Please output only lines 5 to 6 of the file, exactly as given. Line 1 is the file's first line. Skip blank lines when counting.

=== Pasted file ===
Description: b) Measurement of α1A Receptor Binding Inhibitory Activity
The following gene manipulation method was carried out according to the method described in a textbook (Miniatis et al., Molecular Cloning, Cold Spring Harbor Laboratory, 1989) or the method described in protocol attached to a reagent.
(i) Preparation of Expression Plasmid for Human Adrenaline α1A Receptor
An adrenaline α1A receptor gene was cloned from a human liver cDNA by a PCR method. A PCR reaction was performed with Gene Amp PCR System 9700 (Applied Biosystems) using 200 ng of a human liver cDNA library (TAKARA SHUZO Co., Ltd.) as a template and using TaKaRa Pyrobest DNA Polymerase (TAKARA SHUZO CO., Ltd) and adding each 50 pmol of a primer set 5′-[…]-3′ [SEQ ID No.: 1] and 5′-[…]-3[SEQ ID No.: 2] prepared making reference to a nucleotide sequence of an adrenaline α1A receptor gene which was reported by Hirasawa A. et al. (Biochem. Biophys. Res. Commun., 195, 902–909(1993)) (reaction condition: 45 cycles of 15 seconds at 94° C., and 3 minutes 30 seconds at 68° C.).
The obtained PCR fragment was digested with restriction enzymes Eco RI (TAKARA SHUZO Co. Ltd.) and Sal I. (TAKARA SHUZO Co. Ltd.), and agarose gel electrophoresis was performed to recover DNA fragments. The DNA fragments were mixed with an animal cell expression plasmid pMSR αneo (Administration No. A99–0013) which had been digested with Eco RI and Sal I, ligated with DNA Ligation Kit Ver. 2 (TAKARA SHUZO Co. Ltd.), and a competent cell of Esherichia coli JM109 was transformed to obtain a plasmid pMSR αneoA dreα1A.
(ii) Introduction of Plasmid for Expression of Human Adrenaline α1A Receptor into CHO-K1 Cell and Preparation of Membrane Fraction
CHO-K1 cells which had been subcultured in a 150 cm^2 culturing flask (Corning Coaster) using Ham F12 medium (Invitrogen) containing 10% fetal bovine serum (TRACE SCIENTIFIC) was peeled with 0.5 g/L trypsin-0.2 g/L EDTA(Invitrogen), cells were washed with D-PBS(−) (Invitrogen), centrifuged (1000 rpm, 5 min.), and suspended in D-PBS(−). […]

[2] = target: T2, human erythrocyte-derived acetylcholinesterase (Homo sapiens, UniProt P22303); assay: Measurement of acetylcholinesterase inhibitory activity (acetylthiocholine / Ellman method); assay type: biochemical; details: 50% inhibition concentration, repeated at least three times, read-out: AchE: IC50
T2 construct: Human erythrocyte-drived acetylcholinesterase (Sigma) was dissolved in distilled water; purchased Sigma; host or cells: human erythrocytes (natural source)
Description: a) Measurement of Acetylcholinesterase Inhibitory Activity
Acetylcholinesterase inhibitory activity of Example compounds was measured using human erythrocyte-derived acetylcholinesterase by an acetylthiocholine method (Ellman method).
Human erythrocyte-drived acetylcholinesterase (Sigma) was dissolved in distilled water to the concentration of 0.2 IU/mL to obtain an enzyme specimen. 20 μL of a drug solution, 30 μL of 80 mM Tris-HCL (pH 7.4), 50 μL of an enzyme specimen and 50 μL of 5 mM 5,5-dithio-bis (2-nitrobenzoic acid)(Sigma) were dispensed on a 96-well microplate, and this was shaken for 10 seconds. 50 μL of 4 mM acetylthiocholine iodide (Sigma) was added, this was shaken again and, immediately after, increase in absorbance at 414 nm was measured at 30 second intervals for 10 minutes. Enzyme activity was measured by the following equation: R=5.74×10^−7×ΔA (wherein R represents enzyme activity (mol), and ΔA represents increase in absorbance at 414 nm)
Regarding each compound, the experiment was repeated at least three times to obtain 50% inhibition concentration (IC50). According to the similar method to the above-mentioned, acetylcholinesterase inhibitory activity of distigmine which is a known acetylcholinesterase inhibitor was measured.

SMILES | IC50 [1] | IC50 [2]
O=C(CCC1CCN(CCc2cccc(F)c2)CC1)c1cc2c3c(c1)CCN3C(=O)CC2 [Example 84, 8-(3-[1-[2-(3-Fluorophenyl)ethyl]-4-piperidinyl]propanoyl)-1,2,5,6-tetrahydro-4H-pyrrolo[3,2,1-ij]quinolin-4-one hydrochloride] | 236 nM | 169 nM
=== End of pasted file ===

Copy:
The obtained PCR fragment was digested with restriction enzymes Eco RI (TAKARA SHUZO Co. Ltd.) and Sal I. (TAKARA SHUZO Co. Ltd.), and agarose gel electrophoresis was performed to recover DNA fragments. The DNA fragments were mixed with an animal cell expression plasmid pMSR αneo (Administration No. A99–0013) which had been digested with Eco RI and Sal I, ligated with DNA Ligation Kit Ver. 2 (TAKARA SHUZO Co. Ltd.), and a competent cell of Esherichia coli JM109 was transformed to obtain a plasmid pMSR αneoA dreα1A.
(ii) Introduction of Plasmid for Expression of Human Adrenaline α1A Receptor into CHO-K1 Cell and Preparation of Membrane Fraction